That’s left a long-lasting impression throughout Cobb County, along with Kell’s many years of service as a coach and administrator at Wheeler High School and for the Cobb County School District.
Nearly two decades after Kell lost a seven-month battle with lung cancer, everyone still remembers him, and now those who may not have known him will learn just what he meant to so many.
Kell will be among six introduced into the Atlanta Sports Hall of Fame on Friday at the Buckhead Theatre. He will join media magnate and former Atlanta Braves and Atlanta Hawks owner Ted Turner, Braves great John Smoltz, 1980 Heisman Trophy winner George Rogers, two-time Olympic track and field gold medalist Antonio McKay and Women’s Basketball Hall of Famer Cindy Brogdon.
Kell’s image remains as visible as ever, as the namesake of Kell High School, as well as the football stadiums at Kell and Wheeler.
“It’s amazing that Corky will have been dead 19 years and the accolades keep coming,” his widow, Carole Kell, said Sunday afternoon from her east Cobb home. “I hardly go anywhere without someone telling me a Corky story. People loved him. I wasn’t surprised when (Cobb County Athletic director) Steve Jones nominated him (for the hall of fame).
“I would tell you right now what Corky would have said — ‘I’m stomping in high cotton.’”
Carole Kell remembered her husband coming up with some radical idea one night of high school football players, cheerleaders and bands performing at the newly-christened Georgia Dome, which opened in the fall of 1992. She responded by telling him, “You’re crazy. You’ll never be able to get all the kids to come.”
She remembered her husband’s response vividly.
“I’m going to try.”
Twenty-two years later, the Corky Kell Classic is as successful as ever, expanding to seven games over two days this fall.
Jimmy Dorsey, the longtime McEachern football coach who now serves as the school’s athletic director, was one of Kell’s helpers in making the season-opening football showcase become a reality.
In speaking to the MDJ in October, Dorsey said Kell’s “gift was vision.” He also described Kell as a “gentle soul that got a lot of stuff done.”
Not long before Kell’s death, Carole Kell said, former Brookwood coach Dave Hunter visited her husband in the hospital. She remembers Corky holding Hunter’s hand and saying, “Promise me you won’t let the Classic die.”
Hunter remains one of figureheads of the Corky Kell Classic, along with Dorsey.
“That’s why (Hunter) works so hard to make it happen,” Carole said. “It’s a wonderful thing.”
Looking back on 37 years of marriage and 41 years as a couple, Carole Kell relished her role as a football coach’s wife. She mowed the lawn, paid the bills and fed the kids and never complained once about Corky not having a 9-to-5 job — and then some.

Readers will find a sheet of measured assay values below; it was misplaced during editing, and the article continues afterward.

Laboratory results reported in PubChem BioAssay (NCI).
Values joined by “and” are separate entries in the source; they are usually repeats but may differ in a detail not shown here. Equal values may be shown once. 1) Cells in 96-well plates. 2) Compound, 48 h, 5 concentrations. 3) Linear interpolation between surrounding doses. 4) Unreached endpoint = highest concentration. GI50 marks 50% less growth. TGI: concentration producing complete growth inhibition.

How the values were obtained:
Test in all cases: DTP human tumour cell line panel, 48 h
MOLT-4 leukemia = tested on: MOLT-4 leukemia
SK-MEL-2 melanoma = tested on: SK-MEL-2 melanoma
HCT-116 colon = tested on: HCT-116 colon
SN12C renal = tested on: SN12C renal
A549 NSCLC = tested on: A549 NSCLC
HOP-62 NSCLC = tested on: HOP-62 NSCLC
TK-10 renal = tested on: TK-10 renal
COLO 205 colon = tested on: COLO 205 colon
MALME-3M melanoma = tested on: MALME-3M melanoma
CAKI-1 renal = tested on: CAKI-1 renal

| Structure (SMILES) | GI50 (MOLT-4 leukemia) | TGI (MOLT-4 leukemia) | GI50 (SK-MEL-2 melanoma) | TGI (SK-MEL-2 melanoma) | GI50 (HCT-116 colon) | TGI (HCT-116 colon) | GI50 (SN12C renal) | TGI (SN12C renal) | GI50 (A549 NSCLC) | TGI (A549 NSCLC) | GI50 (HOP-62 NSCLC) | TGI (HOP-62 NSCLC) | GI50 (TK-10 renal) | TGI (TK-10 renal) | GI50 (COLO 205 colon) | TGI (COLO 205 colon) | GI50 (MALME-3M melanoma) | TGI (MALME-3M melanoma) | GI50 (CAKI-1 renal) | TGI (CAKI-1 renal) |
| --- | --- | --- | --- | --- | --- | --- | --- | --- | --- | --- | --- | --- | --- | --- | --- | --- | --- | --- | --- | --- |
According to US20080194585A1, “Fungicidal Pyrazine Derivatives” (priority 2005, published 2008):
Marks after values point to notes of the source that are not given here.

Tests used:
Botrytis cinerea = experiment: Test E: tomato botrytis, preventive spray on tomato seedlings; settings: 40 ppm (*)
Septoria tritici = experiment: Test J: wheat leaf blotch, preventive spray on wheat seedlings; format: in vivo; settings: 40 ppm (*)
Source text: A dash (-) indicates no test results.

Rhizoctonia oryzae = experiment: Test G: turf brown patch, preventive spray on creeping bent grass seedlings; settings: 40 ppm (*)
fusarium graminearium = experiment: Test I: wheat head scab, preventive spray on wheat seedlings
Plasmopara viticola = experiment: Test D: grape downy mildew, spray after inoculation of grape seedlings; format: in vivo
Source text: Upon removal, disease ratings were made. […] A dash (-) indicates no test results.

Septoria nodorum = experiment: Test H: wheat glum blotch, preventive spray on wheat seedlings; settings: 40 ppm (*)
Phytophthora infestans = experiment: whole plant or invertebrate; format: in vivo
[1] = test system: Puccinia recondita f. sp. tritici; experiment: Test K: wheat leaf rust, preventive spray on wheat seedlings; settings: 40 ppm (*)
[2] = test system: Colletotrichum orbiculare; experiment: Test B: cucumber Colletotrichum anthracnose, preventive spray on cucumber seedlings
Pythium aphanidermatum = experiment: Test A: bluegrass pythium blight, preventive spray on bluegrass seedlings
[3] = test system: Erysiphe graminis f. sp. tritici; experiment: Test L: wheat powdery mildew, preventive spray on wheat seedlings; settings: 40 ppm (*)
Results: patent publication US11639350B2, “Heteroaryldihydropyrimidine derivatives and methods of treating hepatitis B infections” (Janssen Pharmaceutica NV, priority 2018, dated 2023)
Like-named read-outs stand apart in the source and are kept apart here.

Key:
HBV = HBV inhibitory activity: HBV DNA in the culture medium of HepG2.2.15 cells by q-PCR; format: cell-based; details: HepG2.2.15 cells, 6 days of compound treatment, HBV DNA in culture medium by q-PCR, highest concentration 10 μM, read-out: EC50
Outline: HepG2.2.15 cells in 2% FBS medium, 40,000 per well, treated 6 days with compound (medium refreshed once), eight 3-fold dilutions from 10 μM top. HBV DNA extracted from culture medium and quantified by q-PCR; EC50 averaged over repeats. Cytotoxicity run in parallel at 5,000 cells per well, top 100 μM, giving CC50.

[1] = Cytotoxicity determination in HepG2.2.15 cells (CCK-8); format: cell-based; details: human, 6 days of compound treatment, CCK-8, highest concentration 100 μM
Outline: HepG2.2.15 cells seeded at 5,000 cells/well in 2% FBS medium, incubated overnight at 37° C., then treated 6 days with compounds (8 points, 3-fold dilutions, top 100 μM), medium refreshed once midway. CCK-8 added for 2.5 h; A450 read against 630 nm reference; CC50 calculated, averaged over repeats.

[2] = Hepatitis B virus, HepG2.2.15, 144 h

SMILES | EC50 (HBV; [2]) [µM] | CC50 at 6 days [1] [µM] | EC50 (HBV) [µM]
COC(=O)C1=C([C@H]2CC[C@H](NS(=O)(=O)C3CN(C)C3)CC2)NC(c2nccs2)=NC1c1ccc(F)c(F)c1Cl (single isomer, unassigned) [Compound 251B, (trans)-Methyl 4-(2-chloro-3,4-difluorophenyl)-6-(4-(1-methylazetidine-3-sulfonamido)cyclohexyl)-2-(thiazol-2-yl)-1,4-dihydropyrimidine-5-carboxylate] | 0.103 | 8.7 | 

Carole Kell talked endlessly of Corky’s nine seasons at Wheeler, where he went 77-25-1 with two state semifinal appearances and a trip to the state finals in 1973. Corky Kell also coached Wheeler’s girls basketball team for a time.
Having lived just 2 miles from the school, Carole Kell would walk to every home game, saying it was impossible to drive. Parking lots were filled and cars were parked up and down Holt Road.
There would be pep rallies every Friday afternoon at the Kell family’s house, and she could hear the marching band play in the distance. Cheerleaders rolled the Kells’ house every home game, and the coach’s family was proud to take the treatment.
Carole said her son, Tain, would sometimes chat with the cheerleaders from an upstairs window while they threw toilet paper, knowing he was the one that had clean-up duty the following day. It’s a discipline Tain Kell took to heart, leading him to his current post as a judge in the Cobb County Superior Court.
When Wheeler beat Marietta, its biggest rival at the time, to win the 1973 Region 5AAA title, Carole Kell tried climbing the chain-link fence at Northcutt Stadium so she could celebrate with her husband.
But she said a police officer stopped her, asking her to get down.
“I was young and stupid enough to climb that fence, and this police officer comes running toward me, and he says, ‘What are you doing?’ I said, ‘I’m going over this fence.’ He said, ‘No, you’re not,’ and I said, ‘Yes, I am, my husband is out there.’
“Then, he helped me over.”
Carole Kell also shared her husband’s own run-in with the police, when he and fellow coaches began painting cat claws in the middle of the street leading up to Wheeler High School’s entrance.
“He and other coaches got paint and they painted those paw prints up the street leading to the school,” she said. “The police said, ‘You can’t do that. This is public property,’ and he said, ‘We’re not (stopping).’ He was popular enough to where he was able to get by with that.”
Corky Kell’s memory still lives on, and Carole, retired after a 33-year career as a teacher and principal, is still active in many committees and organizations in Cobb County, including the YMCA Board of Directors and with WellStar, for which she helps raise money for cancer research.
She’s also involved with Kell High School, where she is a speaker at every graduation.
“I never knew Corky Kell, but I heard that he was a man of integrity, and I see those things in his wife, children and grandchildren, who are around,” Kell football coach Derek Cook said. “They are a treasure in Cobb County.”